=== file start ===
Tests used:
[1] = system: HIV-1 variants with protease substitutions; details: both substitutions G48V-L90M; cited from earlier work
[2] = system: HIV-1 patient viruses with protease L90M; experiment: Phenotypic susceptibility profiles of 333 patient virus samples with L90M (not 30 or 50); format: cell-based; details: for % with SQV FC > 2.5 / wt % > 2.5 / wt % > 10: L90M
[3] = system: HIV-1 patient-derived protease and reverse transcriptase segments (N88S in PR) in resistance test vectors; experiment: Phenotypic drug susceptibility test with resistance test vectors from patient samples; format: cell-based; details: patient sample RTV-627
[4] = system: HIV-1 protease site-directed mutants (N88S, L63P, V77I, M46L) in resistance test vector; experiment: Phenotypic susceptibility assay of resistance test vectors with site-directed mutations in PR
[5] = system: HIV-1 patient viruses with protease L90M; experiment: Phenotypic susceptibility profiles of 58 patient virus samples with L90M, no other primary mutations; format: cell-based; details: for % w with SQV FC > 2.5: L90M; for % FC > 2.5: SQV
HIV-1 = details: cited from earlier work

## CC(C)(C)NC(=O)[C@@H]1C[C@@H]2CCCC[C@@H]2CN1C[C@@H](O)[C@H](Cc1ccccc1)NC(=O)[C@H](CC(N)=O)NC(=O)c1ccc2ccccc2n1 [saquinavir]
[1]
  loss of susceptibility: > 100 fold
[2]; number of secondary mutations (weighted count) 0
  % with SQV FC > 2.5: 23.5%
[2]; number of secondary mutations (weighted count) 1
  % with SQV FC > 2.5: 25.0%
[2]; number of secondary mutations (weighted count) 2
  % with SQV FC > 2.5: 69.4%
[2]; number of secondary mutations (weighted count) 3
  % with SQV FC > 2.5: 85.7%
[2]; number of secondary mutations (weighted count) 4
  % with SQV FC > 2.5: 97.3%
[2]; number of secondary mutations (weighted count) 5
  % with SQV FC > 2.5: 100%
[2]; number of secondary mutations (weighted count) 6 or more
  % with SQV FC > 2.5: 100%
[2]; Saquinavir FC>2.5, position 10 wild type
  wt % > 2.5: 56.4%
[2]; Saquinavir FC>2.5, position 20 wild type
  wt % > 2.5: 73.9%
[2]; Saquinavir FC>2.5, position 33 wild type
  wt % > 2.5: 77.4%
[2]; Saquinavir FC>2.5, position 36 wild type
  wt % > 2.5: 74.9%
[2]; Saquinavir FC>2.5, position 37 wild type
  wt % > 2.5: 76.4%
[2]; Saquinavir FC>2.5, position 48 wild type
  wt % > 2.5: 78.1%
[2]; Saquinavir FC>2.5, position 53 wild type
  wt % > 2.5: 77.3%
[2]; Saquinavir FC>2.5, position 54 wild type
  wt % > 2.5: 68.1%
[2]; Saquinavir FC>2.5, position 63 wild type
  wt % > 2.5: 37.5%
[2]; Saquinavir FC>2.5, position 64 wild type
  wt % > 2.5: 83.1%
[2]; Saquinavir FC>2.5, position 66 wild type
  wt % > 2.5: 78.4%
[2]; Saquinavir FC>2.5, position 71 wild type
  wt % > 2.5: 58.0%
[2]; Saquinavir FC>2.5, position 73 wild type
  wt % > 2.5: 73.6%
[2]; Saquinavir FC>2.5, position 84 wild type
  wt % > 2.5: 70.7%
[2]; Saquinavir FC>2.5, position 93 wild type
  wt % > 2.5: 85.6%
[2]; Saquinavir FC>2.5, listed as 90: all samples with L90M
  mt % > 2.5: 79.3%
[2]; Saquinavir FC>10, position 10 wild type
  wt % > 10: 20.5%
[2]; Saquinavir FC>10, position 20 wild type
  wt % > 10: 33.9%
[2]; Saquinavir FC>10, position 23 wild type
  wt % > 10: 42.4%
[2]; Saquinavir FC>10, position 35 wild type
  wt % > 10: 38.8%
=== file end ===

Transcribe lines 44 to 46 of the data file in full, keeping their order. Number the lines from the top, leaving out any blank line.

  wt % > 2.5: 83.1%
[2]; Saquinavir FC>2.5, position 66 wild type
  wt % > 2.5: 78.4%